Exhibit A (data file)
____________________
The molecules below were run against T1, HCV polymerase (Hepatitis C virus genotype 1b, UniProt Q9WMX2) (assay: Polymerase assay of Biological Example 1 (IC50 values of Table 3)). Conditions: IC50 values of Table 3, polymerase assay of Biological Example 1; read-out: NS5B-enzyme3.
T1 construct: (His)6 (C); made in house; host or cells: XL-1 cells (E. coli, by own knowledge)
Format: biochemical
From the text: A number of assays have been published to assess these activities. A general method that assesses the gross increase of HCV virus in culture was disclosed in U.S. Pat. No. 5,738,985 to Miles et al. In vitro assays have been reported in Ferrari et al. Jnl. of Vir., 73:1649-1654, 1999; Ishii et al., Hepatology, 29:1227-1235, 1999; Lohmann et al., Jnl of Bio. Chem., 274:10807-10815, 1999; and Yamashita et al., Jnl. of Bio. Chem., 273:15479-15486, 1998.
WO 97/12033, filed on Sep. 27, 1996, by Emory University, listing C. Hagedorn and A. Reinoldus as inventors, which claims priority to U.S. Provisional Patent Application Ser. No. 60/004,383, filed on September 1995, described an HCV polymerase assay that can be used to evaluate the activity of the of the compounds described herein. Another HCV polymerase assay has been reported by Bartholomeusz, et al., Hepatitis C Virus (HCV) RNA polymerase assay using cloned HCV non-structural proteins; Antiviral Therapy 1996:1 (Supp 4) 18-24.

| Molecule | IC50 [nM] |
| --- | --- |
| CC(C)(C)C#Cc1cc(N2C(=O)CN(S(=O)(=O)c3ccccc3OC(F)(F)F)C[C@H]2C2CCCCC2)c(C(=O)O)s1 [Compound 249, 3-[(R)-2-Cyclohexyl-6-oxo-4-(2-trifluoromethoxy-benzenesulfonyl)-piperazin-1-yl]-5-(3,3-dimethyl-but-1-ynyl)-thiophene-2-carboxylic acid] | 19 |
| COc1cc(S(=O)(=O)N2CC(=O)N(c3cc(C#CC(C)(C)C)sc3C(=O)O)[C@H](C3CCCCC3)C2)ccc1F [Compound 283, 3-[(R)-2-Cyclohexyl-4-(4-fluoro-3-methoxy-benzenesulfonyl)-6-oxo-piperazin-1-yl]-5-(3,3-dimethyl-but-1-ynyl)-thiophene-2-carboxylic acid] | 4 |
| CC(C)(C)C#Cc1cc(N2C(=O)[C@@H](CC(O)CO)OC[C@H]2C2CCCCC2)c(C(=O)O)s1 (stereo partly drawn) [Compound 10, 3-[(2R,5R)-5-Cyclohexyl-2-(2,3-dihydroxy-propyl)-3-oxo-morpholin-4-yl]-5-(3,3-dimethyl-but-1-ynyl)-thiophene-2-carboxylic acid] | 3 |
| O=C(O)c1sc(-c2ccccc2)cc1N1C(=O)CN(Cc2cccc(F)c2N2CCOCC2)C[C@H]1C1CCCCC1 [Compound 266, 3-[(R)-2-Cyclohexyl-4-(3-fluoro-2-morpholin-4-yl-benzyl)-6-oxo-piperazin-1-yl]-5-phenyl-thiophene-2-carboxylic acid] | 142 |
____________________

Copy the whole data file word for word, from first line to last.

The molecules below were run against T1, HCV polymerase (Hepatitis C virus genotype 1b, UniProt Q9WMX2) (assay: Polymerase assay of Biological Example 1 (IC50 values of Table 3)). Conditions: IC50 values of Table 3, polymerase assay of Biological Example 1; read-out: NS5B-enzyme3.
T1 construct: (His)6 (C); made in house; host or cells: XL-1 cells (E. coli, by own knowledge)
Format: biochemical
From the text: A number of assays have been published to assess these activities. A general method that assesses the gross increase of HCV virus in culture was disclosed in U.S. Pat. No. 5,738,985 to Miles et al. In vitro assays have been reported in Ferrari et al. Jnl. of Vir., 73:1649-1654, 1999; Ishii et al., Hepatology, 29:1227-1235, 1999; Lohmann et al., Jnl of Bio. Chem., 274:10807-10815, 1999; and Yamashita et al., Jnl. of Bio. Chem., 273:15479-15486, 1998.
WO 97/12033, filed on Sep. 27, 1996, by Emory University, listing C. Hagedorn and A. Reinoldus as inventors, which claims priority to U.S. Provisional Patent Application Ser. No. 60/004,383, filed on September 1995, described an HCV polymerase assay that can be used to evaluate the activity of the of the compounds described herein. Another HCV polymerase assay has been reported by Bartholomeusz, et al., Hepatitis C Virus (HCV) RNA polymerase assay using cloned HCV non-structural proteins; Antiviral Therapy 1996:1 (Supp 4) 18-24.

| Molecule | IC50 [nM] |
| --- | --- |
| CC(C)(C)C#Cc1cc(N2C(=O)CN(S(=O)(=O)c3ccccc3OC(F)(F)F)C[C@H]2C2CCCCC2)c(C(=O)O)s1 [Compound 249, 3-[(R)-2-Cyclohexyl-6-oxo-4-(2-trifluoromethoxy-benzenesulfonyl)-piperazin-1-yl]-5-(3,3-dimethyl-but-1-ynyl)-thiophene-2-carboxylic acid] | 19 |
| COc1cc(S(=O)(=O)N2CC(=O)N(c3cc(C#CC(C)(C)C)sc3C(=O)O)[C@H](C3CCCCC3)C2)ccc1F [Compound 283, 3-[(R)-2-Cyclohexyl-4-(4-fluoro-3-methoxy-benzenesulfonyl)-6-oxo-piperazin-1-yl]-5-(3,3-dimethyl-but-1-ynyl)-thiophene-2-carboxylic acid] | 4 |
| CC(C)(C)C#Cc1cc(N2C(=O)[C@@H](CC(O)CO)OC[C@H]2C2CCCCC2)c(C(=O)O)s1 (stereo partly drawn) [Compound 10, 3-[(2R,5R)-5-Cyclohexyl-2-(2,3-dihydroxy-propyl)-3-oxo-morpholin-4-yl]-5-(3,3-dimethyl-but-1-ynyl)-thiophene-2-carboxylic acid] | 3 |
| O=C(O)c1sc(-c2ccccc2)cc1N1C(=O)CN(Cc2cccc(F)c2N2CCOCC2)C[C@H]1C1CCCCC1 [Compound 266, 3-[(R)-2-Cyclohexyl-4-(3-fluoro-2-morpholin-4-yl-benzyl)-6-oxo-piperazin-1-yl]-5-phenyl-thiophene-2-carboxylic acid] | 142 |